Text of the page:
Three ways the Grand Bargain is poised to make real difference for humanitarian implementers

At the end of last year I posted a blog wondering whether the Grand Bargain (What is the Grand Bargain?) would be over by Christmas.  I am pleased to report that is not the case. In January I was part of some key meetings with peer NGOs, the IASC humanitarian finance task team and representatives of the Good Humanitarian Donorship Initiative.  At these meetings, it was clear that the Grand Bargain has been gaining traction with donors and is starting to drive changes that will make a real difference in the field.

Donors like ECHO and UN agencies like OCHA now have significant processes going on internally to work on implementing the Grand Bargain commitments.  In February, ECHO will be compiling reports from each Grand Bargain signatory on their work so far.  Progress will be presented at an open side event of the ECOSOC Humanitarian Segment in June.  Like all signatories to the Grand Bargain, World Vision is preparing a report on our contribution.  As we do so, it is exciting to see three areas that are particularly interesting for implementers on the ground.

Simplification and harmonization of reporting

In recent weeks WFP, several UN agencies and at least five significant government donors have signalled their willingness to pilot a common narrative reporting format. This could lead to significant administrative savings for all types of organisations – larger ones will have one format across multiple donors and smaller local organisations will find it easier to manage funding. Over the next two years there will be pilots conducted in up to five field locations. If all of these donors sign on to a common format it could eventually cover more than 85% of World Vision’s humanitarian grants, based on our grants in 2016.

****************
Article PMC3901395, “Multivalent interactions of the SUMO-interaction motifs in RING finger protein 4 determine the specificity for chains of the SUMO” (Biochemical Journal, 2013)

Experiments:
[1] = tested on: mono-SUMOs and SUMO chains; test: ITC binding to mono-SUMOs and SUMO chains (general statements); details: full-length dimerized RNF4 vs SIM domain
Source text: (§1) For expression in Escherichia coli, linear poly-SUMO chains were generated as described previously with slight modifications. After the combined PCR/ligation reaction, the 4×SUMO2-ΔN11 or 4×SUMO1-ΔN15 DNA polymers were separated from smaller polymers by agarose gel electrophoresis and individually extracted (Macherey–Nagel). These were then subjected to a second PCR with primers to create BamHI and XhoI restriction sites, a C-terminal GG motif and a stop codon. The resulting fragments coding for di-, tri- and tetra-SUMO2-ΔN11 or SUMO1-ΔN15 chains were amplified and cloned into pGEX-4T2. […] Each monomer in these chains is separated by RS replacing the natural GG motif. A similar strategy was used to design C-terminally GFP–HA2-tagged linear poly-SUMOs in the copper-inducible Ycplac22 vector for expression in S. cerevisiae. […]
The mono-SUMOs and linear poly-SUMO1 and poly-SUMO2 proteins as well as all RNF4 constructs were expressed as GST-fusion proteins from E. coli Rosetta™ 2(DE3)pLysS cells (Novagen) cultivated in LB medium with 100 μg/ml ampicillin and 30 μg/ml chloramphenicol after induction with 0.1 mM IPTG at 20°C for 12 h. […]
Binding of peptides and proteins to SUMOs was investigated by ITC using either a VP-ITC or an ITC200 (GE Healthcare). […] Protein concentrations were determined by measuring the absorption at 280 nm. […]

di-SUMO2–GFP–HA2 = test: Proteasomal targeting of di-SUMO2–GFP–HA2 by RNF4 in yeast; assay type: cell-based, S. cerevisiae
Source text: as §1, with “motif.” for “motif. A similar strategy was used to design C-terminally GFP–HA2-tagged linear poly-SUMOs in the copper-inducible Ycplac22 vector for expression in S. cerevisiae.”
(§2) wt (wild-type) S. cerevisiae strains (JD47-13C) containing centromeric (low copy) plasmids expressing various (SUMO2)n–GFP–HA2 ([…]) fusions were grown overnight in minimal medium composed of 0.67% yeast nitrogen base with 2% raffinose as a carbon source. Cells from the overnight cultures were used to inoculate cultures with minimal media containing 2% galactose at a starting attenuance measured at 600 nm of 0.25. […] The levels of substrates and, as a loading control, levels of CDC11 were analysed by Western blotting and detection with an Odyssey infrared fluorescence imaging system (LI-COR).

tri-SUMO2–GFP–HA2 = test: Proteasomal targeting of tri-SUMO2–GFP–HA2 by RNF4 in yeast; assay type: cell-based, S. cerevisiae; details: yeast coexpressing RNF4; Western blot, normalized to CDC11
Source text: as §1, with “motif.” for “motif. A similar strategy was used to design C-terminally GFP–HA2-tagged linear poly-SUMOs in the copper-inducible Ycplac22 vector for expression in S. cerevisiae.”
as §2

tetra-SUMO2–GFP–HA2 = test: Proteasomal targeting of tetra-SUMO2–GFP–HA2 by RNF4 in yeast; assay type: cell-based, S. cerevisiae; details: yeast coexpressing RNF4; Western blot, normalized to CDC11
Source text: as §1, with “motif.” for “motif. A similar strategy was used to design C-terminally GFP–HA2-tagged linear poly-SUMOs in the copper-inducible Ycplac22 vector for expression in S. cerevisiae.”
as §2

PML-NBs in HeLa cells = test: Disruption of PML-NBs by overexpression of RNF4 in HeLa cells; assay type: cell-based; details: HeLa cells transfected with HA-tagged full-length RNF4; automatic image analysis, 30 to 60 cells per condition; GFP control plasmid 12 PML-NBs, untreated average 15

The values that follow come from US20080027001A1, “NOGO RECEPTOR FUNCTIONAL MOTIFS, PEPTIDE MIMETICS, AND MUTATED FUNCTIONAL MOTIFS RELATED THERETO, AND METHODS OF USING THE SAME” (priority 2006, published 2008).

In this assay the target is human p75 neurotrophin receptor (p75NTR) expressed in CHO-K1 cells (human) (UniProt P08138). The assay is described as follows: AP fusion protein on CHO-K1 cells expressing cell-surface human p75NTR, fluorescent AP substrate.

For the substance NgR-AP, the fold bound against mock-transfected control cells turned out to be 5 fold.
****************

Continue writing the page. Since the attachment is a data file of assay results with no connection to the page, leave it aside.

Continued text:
This leap forward on common narrative reporting brings together the Less Paper More Aid project run by ICVA, as well as the Grand Bargain work stream on harmonisation and simplification of reporting. In time it may also include financial reporting and audits. Discussions are also underway between the major UN agencies to harmonise capacity assessments to make it easier for partners of all types to pass national level eligibility tests to receive funding. World Vision is looking into field piloting the new reporting format and would encourage other NGOs to consider piloting as well. If your organisation would like to participate, contact

 Moving towards multiyear funding

Humanitarian crises are now more predictable and multiyear. In the last decade 77% of humanitarian funding went to the same 20 countries (global humanitarian assistance from 2003-2014 in GHA, 2015). According to UNHCR there are more displaced people than ever before and over 30 “displacement situations” which have continued for a decade or more (UNHCR, 2015, p.20). Despite this, the majority of humanitarian financing has short-term funding windows that fail to promote long-term approaches, reduce opportunities for efficiency and undermine linkages to longer term development approaches. This makes it really difficult for field implementers to develop long-term sustainable solutions, maintain staff and capability and better serve communities in need.